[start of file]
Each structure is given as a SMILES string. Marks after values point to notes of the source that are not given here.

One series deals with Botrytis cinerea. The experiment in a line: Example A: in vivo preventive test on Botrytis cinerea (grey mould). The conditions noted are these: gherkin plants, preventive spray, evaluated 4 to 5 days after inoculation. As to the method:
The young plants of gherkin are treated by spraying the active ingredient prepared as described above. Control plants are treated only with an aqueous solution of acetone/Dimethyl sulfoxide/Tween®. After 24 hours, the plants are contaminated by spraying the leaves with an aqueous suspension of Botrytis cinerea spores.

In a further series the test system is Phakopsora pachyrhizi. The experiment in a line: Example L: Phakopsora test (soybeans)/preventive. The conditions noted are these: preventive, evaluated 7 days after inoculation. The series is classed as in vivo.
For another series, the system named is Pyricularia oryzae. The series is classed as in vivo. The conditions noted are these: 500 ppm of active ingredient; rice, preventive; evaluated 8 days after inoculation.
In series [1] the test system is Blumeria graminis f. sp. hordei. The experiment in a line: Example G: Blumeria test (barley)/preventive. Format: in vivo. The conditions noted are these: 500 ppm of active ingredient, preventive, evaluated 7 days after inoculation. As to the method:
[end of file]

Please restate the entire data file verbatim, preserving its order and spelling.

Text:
Each structure is given as a SMILES string. Marks after values point to notes of the source that are not given here.

One series deals with Botrytis cinerea. The experiment in a line: Example A: in vivo preventive test on Botrytis cinerea (grey mould). The conditions noted are these: gherkin plants, preventive spray, evaluated 4 to 5 days after inoculation. As to the method:
The young plants of gherkin are treated by spraying the active ingredient prepared as described above. Control plants are treated only with an aqueous solution of acetone/Dimethyl sulfoxide/Tween®. After 24 hours, the plants are contaminated by spraying the leaves with an aqueous suspension of Botrytis cinerea spores.

In a further series the test system is Phakopsora pachyrhizi. The experiment in a line: Example L: Phakopsora test (soybeans)/preventive. The conditions noted are these: preventive, evaluated 7 days after inoculation. The series is classed as in vivo.
For another series, the system named is Pyricularia oryzae. The series is classed as in vivo. The conditions noted are these: 500 ppm of active ingredient; rice, preventive; evaluated 8 days after inoculation.
In series [1] the test system is Blumeria graminis f. sp. hordei. The experiment in a line: Example G: Blumeria test (barley)/preventive. Format: in vivo. The conditions noted are these: 500 ppm of active ingredient, preventive, evaluated 7 days after inoculation. As to the method: